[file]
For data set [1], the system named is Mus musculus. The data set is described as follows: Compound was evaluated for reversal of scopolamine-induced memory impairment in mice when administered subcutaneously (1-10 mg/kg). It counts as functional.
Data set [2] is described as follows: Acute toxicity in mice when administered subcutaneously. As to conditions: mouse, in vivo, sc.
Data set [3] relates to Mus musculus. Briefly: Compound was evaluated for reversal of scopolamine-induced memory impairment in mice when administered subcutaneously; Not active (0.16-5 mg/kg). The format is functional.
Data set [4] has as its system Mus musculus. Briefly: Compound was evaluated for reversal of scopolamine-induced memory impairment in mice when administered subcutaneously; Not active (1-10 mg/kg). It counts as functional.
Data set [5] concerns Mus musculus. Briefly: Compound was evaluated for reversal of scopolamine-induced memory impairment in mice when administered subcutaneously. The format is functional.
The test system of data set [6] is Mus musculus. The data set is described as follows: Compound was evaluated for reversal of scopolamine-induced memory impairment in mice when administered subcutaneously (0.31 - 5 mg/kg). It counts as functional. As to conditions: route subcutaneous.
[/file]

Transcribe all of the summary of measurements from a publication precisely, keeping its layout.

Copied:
For data set [1], the system named is Mus musculus. The data set is described as follows: Compound was evaluated for reversal of scopolamine-induced memory impairment in mice when administered subcutaneously (1-10 mg/kg). It counts as functional.
Data set [2] is described as follows: Acute toxicity in mice when administered subcutaneously. As to conditions: mouse, in vivo, sc.
Data set [3] relates to Mus musculus. Briefly: Compound was evaluated for reversal of scopolamine-induced memory impairment in mice when administered subcutaneously; Not active (0.16-5 mg/kg). The format is functional.
Data set [4] has as its system Mus musculus. Briefly: Compound was evaluated for reversal of scopolamine-induced memory impairment in mice when administered subcutaneously; Not active (1-10 mg/kg). It counts as functional.
Data set [5] concerns Mus musculus. Briefly: Compound was evaluated for reversal of scopolamine-induced memory impairment in mice when administered subcutaneously. The format is functional.
The test system of data set [6] is Mus musculus. The data set is described as follows: Compound was evaluated for reversal of scopolamine-induced memory impairment in mice when administered subcutaneously (0.31 - 5 mg/kg). It counts as functional. As to conditions: route subcutaneous.